Top Republican says US House won't raise debt limit without spending cuts

Top Republican says US House won't raise debt limit without spending cuts

US House Speaker Kevin McCarthy delivers a speech on the econony at the New York Stock Exchange (NYSE) in New York
US House Speaker Kevin McCarthy delivers a speech on the econony at the New York Stock Exchange (NYSE) in New York. Photo: TIMOTHY A. CLARY / AFP
Source: AFP

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Republican leader Kevin McCarthy vowed Monday that the US House would not approve a "no-strings attached" debt limit increase, adopting a hard line ahead of budget negotiations with President Joe Biden.

In a speech at the New York Stock Exchange, McCarthy slammed Biden, a Democrat, for "reckless" spending and called for the president to accept a "reasonable negotiation" to hash out a fiscal compromise addressing rising debt without risking a default.

McCarthy added that the House would pass a bill in the coming weeks -- to raise the debt ceiling -- that includes spending cuts.

He did not provide specifics but said the program would not involve reductions in Social Security and Medicare, two politically popular programs.

The House speaker's remarks are designed to pressure Biden into accepting a Republican fiscal agenda.

The Biden administration has demanded that congressional Republicans not tie budget talks to the usual rubber-stamp process of raising of the debt ceiling. It released remarks ahead of McCarthy's, criticizing his expected stance.

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McCarthy, a close ally of former president Donald Trump, said Biden's policies added trillions of dollars of debt to the US fiscal portfolio -- a move that he argued had also caused the inflation crisis.

"Addressing the debt requires us to come together, find common ground and reduce spending," McCarthy said.

"Let me be clear defaulting on our debt is not an option. But neither is a future of higher taxes, higher interest rates, more dependency on China and an economy that doesn't work for working Americans," he added.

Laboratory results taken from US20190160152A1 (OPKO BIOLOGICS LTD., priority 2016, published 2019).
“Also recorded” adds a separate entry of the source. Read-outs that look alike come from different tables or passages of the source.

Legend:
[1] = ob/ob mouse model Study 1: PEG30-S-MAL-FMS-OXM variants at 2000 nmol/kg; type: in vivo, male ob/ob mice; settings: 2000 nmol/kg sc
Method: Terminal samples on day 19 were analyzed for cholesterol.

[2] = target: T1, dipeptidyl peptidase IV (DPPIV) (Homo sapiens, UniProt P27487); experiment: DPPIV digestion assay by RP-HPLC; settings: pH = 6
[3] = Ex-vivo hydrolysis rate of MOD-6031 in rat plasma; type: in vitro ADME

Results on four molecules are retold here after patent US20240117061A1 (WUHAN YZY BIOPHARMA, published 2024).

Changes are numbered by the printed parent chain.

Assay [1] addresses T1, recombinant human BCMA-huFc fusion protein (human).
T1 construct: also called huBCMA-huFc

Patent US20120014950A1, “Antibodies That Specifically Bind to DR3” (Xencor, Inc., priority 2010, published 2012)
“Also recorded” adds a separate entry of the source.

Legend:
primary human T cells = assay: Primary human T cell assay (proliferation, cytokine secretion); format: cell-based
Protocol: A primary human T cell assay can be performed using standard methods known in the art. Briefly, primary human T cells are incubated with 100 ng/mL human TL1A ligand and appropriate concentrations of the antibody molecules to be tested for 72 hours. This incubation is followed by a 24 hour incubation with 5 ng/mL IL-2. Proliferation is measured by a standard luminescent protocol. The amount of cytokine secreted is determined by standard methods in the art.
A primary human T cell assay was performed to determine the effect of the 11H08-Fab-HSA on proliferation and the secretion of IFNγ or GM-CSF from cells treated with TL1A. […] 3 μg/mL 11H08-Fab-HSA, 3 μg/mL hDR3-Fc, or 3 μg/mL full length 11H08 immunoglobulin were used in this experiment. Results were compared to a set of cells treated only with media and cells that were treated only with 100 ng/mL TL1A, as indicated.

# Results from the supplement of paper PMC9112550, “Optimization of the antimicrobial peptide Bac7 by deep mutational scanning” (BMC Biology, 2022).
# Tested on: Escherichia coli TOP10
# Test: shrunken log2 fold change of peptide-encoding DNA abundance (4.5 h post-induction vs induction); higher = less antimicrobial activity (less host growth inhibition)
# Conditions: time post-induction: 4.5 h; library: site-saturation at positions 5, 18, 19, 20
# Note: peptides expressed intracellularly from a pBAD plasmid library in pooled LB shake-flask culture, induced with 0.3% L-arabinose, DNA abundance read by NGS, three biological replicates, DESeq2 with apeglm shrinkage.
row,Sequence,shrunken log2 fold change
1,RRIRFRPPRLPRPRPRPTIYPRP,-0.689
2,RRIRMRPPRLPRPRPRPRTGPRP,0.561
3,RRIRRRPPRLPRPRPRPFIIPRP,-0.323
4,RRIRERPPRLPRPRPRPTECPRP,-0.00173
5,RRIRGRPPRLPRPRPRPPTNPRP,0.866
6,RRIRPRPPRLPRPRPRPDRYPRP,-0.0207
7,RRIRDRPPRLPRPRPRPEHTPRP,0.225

McCarthy said he feared Biden would be the first US president to "bumble into a default."

Holding 'hostage'

Ahead of McCarthy's speech, the White House pointed to comments from former presidents Ronald Reagan and Donald Trump, noting the importance of reliable US debt payments to the country's international standing.

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"Speaker McCarthy is holding the full faith and credit of the United States hostage, threatening our economy and hardworking Americans' retirement," said White House spokesman Andrew Bates according to a statement sent early Monday.

The statement added that extreme Republicans' wish lists "will impose devastating cuts on hardworking families, send manufacturing overseas, take health care and food assistance away from millions of people, and increase energy costs —- all while adding trillions to the debt with tax cuts skewed to the super-wealthy and corporations."

But McCarthy alluded to Biden's record of fiscal moderation in the Senate and as vice president, arguing that he has strayed away in embracing more robust social spending as president.

As president, Biden has signed into law a $1 trillion infrastructure package and made significant moves pumping billions of dollars more into domestic semiconductor manufacturing and investments in green energy.

As the Republican leader in the House before the midterm elections made him Speaker, McCarthy opposed all of these laws.

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Source: AFP

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